Arts Sciences


Careers and the future of work

Professor Gregory Thompson explains more about the emphasis of the BA Creative Arts and Humanities programme on careers and the future of work.

SoundCloud Widget Placeholderhttps://soundcloud.com/ucl-arts-social-science/ucl-creative-arts-and-hum...

The world of work has changed, and is changing. The fourth industrial revolution is here: automation, robotics, machine learning, and biotechnologies are transforming commerce, communication, content creation, and consumption, as well as the professions, manufacturing,  medicine, and social care. There are fewer and fewer people that have only one job. Fewer and fewer people that study X and then are an Xer for their working life. Even those who have only two jobs are rare: studying X, working at X, and then managing Xers. Study X and become an Xer is less true than ever, and less and less true for those degrees that do not lead to a vocational qualification. Many roles in the new economy require people from a wide range of disciplines, industries, and professions to work together in new ways to create value. Many of today's graduates will have nomad careers - a series of connected jobs and positions - or portfolio careers - a set of different but simultaneous jobs. Graduates will use their skills across many roles and in several different industries.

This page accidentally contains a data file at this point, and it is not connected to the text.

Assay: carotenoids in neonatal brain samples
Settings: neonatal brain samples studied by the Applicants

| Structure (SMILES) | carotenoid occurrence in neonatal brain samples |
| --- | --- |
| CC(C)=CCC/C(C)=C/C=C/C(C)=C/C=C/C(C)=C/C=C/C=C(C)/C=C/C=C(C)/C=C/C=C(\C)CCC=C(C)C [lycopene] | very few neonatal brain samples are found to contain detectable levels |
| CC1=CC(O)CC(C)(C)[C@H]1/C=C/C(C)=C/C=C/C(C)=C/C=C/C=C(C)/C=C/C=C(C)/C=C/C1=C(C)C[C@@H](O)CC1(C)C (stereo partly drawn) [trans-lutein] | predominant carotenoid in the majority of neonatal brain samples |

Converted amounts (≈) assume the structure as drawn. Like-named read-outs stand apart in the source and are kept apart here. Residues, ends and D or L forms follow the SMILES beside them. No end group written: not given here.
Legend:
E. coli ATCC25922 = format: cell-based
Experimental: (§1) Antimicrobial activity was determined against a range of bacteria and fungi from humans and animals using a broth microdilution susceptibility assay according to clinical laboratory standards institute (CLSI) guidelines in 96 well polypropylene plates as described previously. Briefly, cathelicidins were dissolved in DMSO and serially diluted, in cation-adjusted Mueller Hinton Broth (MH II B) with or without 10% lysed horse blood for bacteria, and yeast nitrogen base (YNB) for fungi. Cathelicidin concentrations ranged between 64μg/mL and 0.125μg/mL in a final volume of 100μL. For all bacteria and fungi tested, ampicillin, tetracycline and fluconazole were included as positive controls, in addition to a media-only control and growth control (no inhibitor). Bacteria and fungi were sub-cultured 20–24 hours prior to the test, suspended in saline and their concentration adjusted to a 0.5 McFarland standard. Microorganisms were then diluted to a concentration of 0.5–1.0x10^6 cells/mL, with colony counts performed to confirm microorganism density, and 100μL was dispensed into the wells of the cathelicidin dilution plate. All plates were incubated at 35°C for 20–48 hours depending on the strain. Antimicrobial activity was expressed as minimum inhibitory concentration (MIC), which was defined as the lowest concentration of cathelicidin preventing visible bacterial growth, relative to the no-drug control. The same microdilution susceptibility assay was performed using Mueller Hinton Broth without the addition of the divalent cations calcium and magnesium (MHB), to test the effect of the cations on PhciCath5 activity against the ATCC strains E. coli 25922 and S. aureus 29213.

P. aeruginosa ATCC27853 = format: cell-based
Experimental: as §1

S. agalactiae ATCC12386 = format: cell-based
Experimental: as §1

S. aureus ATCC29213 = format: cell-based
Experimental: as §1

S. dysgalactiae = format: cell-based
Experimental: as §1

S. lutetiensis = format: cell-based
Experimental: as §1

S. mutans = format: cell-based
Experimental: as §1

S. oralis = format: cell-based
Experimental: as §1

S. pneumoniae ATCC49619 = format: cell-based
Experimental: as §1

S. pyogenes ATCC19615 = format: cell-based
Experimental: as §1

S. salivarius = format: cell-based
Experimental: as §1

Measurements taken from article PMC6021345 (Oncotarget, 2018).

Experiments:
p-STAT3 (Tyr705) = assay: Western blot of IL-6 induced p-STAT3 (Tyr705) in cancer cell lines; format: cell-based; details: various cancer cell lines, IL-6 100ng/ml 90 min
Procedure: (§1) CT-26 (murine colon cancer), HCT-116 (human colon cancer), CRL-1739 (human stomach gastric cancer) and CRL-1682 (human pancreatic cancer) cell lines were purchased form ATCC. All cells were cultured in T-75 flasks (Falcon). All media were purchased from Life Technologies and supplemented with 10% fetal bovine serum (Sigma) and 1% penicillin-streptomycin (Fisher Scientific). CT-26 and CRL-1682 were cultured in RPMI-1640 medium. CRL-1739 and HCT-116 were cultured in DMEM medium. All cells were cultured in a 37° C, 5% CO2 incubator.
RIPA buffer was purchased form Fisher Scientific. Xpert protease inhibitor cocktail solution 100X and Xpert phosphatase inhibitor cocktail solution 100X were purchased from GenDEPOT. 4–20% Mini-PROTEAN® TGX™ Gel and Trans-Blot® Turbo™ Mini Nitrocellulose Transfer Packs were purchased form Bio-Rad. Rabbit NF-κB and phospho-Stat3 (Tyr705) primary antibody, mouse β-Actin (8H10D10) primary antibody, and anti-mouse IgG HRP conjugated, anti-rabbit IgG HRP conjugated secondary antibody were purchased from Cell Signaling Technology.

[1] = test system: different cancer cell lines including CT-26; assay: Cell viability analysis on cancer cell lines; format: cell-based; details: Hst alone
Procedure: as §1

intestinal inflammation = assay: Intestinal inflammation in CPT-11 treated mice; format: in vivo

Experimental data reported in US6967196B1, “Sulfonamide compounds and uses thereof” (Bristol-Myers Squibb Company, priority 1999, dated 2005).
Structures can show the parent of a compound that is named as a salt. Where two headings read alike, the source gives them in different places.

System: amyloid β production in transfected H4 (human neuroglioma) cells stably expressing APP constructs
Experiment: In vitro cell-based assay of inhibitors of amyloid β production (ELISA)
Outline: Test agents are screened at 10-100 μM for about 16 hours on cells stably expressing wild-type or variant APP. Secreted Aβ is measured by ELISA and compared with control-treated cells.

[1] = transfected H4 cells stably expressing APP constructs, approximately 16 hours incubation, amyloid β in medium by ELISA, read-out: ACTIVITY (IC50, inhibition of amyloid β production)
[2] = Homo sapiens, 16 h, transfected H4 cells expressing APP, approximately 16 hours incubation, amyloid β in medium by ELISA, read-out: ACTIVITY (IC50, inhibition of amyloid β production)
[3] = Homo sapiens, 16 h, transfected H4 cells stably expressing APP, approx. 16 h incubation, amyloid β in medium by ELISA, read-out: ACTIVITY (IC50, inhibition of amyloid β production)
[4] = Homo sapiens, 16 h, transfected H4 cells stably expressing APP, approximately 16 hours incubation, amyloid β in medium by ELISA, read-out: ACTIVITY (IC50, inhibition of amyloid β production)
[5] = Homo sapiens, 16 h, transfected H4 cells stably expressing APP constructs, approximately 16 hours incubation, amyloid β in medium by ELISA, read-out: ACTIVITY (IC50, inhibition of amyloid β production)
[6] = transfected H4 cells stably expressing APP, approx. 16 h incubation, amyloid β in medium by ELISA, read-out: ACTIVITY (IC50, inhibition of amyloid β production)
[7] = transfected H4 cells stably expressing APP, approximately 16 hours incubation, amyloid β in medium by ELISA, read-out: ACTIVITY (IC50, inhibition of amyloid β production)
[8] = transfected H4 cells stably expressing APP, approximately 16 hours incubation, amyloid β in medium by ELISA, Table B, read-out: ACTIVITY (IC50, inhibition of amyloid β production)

New technologies are both complementing production - assisting and extending the capacity of humans to make and do - and substituting for humans - disrupting and destabilising the labour market. When robots can do more and more and more and more work is automated, what will we pay humans to do? 

The task encroachment of new technologies will absorb most jobs that don’t require an essential element of creativity, humanity, or leadership. It is these essentially human qualities of creativity, collaboration, critique, and conscience that need recognising, developing, and enhancing.

The Humanities have always been a training for the many and varied careers where the skills of critique are essential, and the Creative Arts have always been a training ground for non-performers - for innovators in commerce, management, and the startup economy.

The BA Creative Arts and Humanities gives you training in four key areas to support your unique career: creativity, critique, collaboration, and conscience.

The BA Creative Arts and Humanities equips you to generate novel, surprising, and useful possibilities; to analyse and articulate different viewpoints; to hold space for contradictions; to cope with complexity; to celebrate experimentation; to tolerate failure and to take lessons from it; to consider the wider significance of a decision and its ethical implications; to set criteria; and to find ways in which people can work together in healthy, non-hierarchical systems. 

As problems and activities are broken down into more and more discrete parts, we need to develop the skills that can build parts into solutions. We need to be able to do what robots cannot: to dream, to care, and to synthesise.

For more information on the skills you will develop, likely employment destinations, and alumni support, please click here.